Overcoming Challenges to Local Development in Haiti

by | 2.26.2013 at 5:09pm | 1 Comment
The maintenance and management of local water systems is frequently the responsibility of the municipal councils and community water committees. The local municipal council report using their limited budget to support repairs and upgrades of these systems but never have sufficient funds. Photo:CIESIN

Haiti Dialogue Series: Should funds be more effectively channeled through the Haitian government, a decentralized finance program could help streamline financing and reinforce local government planning efforts. As part of the Haiti Research and Policy Program dialogue series, Tatiana Wah was joined by Leslie Pean to discuss possible approaches to achieving the call for decentralization in Haiti that has been a part of the country’s development plans for decades, with renewed efforts after the 2010 earthquake. Most current international aid and development funding circumvents the government ministries at the national level. The lack of dedicated local budgets, as well as a weak incentive structure to attract or retain skilled professionals who are capable of complex governance, is a considerable hurdle for any decentralization proposal in Haiti.

Author: Haiti Relief Lacking in Long-Term Solutions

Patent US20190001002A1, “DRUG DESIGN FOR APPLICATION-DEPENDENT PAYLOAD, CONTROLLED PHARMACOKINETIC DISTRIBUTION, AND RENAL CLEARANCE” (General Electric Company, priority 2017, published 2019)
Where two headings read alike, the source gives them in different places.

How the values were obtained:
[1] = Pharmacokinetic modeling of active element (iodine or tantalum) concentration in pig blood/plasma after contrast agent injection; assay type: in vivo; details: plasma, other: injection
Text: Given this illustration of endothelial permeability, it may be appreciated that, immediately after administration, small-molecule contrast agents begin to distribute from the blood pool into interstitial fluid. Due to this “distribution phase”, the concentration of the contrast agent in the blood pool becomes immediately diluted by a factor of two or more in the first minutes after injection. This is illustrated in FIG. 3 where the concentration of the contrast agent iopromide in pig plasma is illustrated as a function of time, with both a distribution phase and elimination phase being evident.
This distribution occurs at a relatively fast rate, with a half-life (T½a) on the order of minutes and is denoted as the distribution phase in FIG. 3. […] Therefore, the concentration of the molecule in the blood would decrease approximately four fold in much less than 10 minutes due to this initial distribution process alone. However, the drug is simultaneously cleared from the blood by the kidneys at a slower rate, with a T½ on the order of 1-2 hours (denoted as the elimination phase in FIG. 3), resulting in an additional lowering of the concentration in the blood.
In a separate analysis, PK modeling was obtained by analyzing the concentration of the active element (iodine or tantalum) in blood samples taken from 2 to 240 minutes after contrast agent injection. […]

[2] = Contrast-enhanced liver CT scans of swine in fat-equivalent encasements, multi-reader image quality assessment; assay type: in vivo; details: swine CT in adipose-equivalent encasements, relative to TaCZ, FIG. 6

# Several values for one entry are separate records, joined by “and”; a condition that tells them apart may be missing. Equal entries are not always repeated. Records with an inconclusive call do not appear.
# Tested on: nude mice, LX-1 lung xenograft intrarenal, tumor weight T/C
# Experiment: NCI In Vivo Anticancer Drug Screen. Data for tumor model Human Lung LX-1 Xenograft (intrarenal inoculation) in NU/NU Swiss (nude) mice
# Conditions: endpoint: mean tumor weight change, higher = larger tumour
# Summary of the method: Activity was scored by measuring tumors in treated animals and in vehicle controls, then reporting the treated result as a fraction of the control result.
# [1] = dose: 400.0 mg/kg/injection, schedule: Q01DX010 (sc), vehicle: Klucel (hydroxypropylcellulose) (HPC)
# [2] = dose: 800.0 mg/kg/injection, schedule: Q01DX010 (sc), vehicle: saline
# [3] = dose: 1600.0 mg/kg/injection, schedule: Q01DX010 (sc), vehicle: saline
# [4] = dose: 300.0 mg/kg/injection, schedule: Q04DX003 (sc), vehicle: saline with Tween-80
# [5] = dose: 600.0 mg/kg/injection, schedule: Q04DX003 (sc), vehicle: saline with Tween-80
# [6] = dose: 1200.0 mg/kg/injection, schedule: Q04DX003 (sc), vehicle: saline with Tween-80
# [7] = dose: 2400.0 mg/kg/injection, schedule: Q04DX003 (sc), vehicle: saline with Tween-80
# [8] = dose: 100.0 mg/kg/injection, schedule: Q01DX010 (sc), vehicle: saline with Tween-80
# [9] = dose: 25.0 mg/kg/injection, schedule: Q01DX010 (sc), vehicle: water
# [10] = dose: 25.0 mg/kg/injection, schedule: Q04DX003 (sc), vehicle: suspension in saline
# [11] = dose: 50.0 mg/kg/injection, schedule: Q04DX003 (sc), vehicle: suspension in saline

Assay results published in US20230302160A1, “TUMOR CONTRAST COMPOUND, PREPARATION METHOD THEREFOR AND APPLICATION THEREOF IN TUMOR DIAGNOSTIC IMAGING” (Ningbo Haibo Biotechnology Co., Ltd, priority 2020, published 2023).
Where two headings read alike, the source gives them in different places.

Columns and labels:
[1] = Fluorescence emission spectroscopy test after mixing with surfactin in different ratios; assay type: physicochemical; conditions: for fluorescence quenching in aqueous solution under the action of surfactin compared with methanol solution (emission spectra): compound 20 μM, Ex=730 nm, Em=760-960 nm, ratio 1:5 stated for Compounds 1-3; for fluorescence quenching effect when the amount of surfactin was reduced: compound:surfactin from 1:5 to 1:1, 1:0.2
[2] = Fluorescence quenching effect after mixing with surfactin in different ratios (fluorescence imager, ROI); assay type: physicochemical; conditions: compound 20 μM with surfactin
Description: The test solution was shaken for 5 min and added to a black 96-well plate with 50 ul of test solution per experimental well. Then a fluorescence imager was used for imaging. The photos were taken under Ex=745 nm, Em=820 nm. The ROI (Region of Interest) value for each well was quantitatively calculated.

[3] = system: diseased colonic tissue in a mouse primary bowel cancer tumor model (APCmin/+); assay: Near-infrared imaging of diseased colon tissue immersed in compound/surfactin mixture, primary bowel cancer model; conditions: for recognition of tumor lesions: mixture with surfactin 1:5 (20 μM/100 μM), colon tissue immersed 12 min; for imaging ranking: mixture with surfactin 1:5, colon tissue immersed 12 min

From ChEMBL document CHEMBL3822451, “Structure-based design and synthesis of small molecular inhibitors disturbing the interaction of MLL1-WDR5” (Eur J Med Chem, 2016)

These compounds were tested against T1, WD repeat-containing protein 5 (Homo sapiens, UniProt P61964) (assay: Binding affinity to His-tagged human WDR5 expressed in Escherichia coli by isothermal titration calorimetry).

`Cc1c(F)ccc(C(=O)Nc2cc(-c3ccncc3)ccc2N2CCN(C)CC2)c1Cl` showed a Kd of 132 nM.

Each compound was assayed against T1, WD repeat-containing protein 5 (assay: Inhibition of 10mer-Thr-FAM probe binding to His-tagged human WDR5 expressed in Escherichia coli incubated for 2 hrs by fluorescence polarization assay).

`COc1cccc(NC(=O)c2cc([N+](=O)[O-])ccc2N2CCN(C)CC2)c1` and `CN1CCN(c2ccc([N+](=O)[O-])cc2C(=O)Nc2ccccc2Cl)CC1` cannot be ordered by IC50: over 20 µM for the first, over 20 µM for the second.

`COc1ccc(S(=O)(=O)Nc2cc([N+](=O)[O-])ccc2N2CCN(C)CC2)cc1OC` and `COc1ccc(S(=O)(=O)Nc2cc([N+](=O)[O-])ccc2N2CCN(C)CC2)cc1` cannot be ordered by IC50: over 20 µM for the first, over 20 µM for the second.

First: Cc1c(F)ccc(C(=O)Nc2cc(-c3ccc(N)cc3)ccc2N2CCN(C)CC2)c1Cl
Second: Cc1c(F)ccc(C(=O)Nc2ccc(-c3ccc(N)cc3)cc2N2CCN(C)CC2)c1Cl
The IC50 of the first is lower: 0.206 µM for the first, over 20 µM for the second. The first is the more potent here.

by | 2.21.2013 at 2:27pm | 1 Comment
The 2010 earthquake in the Port au Prince environs caused an estimated of $8 to $14 billion in damage and caused a death toll of over 200,000 people. The international community donated an estimated $7.5 billion dollars in aid and recovery funds.  Photo Credit: Alex Fischer, CIESIN.

Haiti Dialog Series: Author Jonathan M. Katz joined the Haiti Research and Policy Program’s dialogue series to discuss his new book and two years reporting on the Haitian recovery after the devastating 2010 earthquake. Katz argues within his book that the international aid money has become a missed opportunity to address core development challenges in Haiti and that the country remains equally vulnerable today as it did prior to January 10th, 2010.

Wildlife: The Other High-Value Resource

by | 1.2.2013 at 5:10pm | 2 Comments
Photo Credit: Leo Douglas

As wildlife trafficking has become more lucrative, widespread and organized over the past few years, the definition of high-value natural resources should be modified to include the commercial values of wildlife and its products.